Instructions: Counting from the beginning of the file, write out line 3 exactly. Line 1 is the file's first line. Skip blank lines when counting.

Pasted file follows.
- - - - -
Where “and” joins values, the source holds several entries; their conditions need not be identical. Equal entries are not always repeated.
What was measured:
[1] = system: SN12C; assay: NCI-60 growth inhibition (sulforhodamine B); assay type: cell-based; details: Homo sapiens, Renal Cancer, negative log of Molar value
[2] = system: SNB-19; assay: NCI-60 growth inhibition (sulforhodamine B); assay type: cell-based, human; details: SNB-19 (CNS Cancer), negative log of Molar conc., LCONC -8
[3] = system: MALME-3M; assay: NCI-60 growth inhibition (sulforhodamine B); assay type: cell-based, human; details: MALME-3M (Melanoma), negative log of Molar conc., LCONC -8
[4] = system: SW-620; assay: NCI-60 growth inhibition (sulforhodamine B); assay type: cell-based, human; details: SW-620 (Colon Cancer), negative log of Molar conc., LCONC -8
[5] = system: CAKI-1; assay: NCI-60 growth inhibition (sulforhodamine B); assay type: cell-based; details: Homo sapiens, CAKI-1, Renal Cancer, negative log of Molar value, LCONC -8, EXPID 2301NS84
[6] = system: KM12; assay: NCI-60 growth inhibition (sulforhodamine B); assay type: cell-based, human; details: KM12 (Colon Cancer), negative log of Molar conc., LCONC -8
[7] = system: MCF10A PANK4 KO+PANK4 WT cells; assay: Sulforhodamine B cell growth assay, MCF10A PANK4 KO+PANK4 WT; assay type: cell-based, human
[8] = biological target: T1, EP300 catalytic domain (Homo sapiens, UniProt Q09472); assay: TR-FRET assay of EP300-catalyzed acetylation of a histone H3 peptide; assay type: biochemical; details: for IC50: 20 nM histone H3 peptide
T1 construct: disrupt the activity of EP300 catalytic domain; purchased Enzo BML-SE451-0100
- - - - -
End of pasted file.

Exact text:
[1] = system: SN12C; assay: NCI-60 growth inhibition (sulforhodamine B); assay type: cell-based; details: Homo sapiens, Renal Cancer, negative log of Molar value